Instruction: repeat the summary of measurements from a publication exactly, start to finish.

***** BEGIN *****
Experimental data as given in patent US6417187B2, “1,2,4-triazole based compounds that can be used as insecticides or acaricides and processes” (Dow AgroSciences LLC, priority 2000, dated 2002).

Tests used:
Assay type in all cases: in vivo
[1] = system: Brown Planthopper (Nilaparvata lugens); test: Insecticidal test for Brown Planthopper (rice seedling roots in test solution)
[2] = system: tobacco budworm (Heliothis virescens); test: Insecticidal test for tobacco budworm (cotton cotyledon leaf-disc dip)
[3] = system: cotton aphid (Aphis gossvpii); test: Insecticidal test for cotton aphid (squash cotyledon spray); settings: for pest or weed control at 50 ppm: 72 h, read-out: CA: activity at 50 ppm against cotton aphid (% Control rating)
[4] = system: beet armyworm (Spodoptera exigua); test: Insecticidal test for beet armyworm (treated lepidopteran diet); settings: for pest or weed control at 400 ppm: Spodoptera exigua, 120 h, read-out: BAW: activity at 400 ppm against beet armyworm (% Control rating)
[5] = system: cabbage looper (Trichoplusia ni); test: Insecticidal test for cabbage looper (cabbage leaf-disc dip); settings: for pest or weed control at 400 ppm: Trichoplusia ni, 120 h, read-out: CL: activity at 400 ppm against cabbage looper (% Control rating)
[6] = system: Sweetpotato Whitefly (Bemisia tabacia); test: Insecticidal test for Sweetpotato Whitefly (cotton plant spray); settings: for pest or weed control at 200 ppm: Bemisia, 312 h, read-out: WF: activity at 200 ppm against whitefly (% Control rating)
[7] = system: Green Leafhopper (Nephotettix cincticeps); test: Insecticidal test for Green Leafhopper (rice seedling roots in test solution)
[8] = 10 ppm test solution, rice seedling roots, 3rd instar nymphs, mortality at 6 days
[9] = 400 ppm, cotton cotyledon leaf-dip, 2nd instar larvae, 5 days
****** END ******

Experimental data as given in patent US6417187B2, “1,2,4-triazole based compounds that can be used as insecticides or acaricides and processes” (Dow AgroSciences LLC, priority 2000, dated 2002).

Tests used:
Assay type in all cases: in vivo
[1] = system: Brown Planthopper (Nilaparvata lugens); test: Insecticidal test for Brown Planthopper (rice seedling roots in test solution)
[2] = system: tobacco budworm (Heliothis virescens); test: Insecticidal test for tobacco budworm (cotton cotyledon leaf-disc dip)
[3] = system: cotton aphid (Aphis gossvpii); test: Insecticidal test for cotton aphid (squash cotyledon spray); settings: for pest or weed control at 50 ppm: 72 h, read-out: CA: activity at 50 ppm against cotton aphid (% Control rating)
[4] = system: beet armyworm (Spodoptera exigua); test: Insecticidal test for beet armyworm (treated lepidopteran diet); settings: for pest or weed control at 400 ppm: Spodoptera exigua, 120 h, read-out: BAW: activity at 400 ppm against beet armyworm (% Control rating)
[5] = system: cabbage looper (Trichoplusia ni); test: Insecticidal test for cabbage looper (cabbage leaf-disc dip); settings: for pest or weed control at 400 ppm: Trichoplusia ni, 120 h, read-out: CL: activity at 400 ppm against cabbage looper (% Control rating)
[6] = system: Sweetpotato Whitefly (Bemisia tabacia); test: Insecticidal test for Sweetpotato Whitefly (cotton plant spray); settings: for pest or weed control at 200 ppm: Bemisia, 312 h, read-out: WF: activity at 200 ppm against whitefly (% Control rating)
[7] = system: Green Leafhopper (Nephotettix cincticeps); test: Insecticidal test for Green Leafhopper (rice seedling roots in test solution)
[8] = 10 ppm test solution, rice seedling roots, 3rd instar nymphs, mortality at 6 days
[9] = 400 ppm, cotton cotyledon leaf-dip, 2nd instar larvae, 5 days